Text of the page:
Institute of Forest Genetics and Tree Breeding (IFGTB) has commenced the registration process for new variety of forestry crops.
Director of IFGTB N. Krishnakumar said there that there was an increased awareness and commitment to preserve forests.
The plantations outside forest areas fulfil the need for timber and other wood products. New varieties of trees that can grow vigorously even on soils with low nutrients and moisture was required to raise high-yielding plantations.
IFGTB had been developing fast-growing varieties of different tree species for over 25 years. Superior clones of the short-rotation (3 to 5 years) crops, casuarinas, and eucalyptus had been developed for large scale cultivation. These clones were widely planted by farmers which could double the wood production.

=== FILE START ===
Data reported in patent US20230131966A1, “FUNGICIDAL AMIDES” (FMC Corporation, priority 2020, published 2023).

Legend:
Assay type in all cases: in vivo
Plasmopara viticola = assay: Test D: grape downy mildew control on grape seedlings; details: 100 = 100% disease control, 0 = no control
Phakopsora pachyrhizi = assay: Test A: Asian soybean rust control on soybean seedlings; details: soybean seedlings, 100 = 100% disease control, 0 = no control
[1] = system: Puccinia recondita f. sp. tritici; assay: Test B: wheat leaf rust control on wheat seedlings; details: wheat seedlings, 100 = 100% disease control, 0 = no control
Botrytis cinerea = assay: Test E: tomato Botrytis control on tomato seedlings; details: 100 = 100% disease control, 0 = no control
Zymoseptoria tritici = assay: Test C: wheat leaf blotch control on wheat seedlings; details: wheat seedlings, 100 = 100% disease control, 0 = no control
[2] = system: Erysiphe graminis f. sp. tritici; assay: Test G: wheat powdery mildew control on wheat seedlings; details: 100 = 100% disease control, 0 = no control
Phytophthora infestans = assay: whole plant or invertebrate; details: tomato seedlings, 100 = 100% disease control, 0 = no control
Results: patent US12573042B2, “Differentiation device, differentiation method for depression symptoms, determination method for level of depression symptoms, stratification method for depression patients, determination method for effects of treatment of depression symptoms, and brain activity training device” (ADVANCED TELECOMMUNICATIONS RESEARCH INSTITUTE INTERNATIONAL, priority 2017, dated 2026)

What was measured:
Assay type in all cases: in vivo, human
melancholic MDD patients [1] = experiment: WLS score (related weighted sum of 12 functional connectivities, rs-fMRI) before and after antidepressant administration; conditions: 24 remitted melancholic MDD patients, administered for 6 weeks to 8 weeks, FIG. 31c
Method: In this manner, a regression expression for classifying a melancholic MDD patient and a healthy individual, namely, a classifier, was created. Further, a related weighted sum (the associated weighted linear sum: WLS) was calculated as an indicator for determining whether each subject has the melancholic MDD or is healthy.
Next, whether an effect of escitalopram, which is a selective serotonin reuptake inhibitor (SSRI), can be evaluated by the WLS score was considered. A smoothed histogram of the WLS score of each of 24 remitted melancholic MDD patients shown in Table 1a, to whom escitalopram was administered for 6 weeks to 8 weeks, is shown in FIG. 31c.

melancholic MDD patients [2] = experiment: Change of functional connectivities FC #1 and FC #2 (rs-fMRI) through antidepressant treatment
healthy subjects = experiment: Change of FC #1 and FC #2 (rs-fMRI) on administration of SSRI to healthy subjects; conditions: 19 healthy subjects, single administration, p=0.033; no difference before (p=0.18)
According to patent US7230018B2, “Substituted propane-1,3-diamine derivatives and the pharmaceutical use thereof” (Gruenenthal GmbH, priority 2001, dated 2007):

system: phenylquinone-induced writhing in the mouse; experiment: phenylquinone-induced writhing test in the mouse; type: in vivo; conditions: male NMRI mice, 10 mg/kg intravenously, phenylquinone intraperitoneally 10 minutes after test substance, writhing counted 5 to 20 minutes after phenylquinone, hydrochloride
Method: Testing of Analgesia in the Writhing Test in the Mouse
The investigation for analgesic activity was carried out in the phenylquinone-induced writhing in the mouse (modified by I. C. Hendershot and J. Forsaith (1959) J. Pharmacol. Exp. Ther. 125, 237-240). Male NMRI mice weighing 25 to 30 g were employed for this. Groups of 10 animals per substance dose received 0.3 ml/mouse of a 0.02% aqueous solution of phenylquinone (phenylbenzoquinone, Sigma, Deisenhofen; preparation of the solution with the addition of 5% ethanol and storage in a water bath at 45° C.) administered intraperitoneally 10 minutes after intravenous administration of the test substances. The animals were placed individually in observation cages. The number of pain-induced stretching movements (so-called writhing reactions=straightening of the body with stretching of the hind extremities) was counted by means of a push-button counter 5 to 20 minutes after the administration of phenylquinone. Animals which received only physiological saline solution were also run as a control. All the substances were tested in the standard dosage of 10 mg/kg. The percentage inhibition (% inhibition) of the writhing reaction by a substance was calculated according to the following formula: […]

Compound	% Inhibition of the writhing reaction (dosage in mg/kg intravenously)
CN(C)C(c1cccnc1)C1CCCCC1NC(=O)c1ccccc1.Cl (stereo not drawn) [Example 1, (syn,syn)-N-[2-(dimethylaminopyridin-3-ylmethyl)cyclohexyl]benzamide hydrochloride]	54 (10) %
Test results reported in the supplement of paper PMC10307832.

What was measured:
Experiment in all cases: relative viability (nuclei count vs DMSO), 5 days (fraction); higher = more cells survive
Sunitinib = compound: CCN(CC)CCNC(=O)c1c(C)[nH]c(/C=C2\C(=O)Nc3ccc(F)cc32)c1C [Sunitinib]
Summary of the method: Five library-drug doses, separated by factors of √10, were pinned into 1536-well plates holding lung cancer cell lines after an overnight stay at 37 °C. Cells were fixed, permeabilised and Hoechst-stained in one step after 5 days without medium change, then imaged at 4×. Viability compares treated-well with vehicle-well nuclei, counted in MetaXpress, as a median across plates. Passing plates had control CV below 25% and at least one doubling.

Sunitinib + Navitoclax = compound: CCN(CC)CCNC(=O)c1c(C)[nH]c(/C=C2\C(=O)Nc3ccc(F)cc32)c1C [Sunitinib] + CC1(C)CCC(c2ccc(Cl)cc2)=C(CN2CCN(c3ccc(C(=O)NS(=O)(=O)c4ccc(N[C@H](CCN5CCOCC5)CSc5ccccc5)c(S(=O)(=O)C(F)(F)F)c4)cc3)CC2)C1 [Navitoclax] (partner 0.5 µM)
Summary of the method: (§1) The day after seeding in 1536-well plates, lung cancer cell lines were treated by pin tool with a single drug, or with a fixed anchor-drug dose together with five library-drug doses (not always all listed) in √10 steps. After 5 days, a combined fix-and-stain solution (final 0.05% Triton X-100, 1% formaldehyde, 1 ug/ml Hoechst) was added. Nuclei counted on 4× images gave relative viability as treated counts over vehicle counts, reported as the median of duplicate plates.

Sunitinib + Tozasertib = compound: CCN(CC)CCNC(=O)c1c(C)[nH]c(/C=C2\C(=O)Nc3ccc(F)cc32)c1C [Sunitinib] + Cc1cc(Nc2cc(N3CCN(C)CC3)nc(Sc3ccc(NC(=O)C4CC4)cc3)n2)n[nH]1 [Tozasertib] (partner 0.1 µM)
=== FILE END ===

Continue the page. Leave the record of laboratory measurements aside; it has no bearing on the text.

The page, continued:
They fetched substantial additional income to farmers and ensure pulpwood supply to paper industries facing acute shortage of raw material.
India enacted the Protection of Plant Varieties and Farmers Rights Act 2001 (PPVFR) to protect rights of farmers. The Protection of Plant Varieties and Farmers’ Rights Authority (PPVFRA) was established to implement the Act.
Under this Act, plant varieties could be registered with the authority by following the standard test for distinctiveness, uniformity and stability (DUS Testing).
Registration was given for 15 years to crops and 18 years for others. During this period, the variety could be used only with the permission of those who have registered them.
IFGTB has been developing
fast-growing varieties of different tree species for over